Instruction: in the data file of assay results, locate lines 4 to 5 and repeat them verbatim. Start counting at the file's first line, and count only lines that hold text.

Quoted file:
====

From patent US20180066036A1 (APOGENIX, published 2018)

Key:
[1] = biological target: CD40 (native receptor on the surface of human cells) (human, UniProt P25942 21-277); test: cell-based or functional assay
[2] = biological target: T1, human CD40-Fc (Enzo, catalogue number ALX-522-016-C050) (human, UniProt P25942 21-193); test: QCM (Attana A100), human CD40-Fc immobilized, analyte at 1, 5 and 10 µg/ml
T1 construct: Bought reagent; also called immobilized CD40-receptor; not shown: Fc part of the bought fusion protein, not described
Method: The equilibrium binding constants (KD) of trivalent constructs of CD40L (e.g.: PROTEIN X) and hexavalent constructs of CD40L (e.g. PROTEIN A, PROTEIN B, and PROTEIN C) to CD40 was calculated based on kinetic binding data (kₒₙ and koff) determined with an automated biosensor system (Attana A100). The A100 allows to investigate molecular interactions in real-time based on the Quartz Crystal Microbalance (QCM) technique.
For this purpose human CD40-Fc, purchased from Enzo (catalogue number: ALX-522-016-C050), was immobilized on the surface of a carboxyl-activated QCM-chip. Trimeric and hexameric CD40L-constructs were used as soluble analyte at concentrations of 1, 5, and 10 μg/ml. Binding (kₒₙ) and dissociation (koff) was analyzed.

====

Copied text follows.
[2] = biological target: T1, human CD40-Fc (Enzo, catalogue number ALX-522-016-C050) (human, UniProt P25942 21-193); test: QCM (Attana A100), human CD40-Fc immobilized, analyte at 1, 5 and 10 µg/ml
T1 construct: Bought reagent; also called immobilized CD40-receptor; not shown: Fc part of the bought fusion protein, not described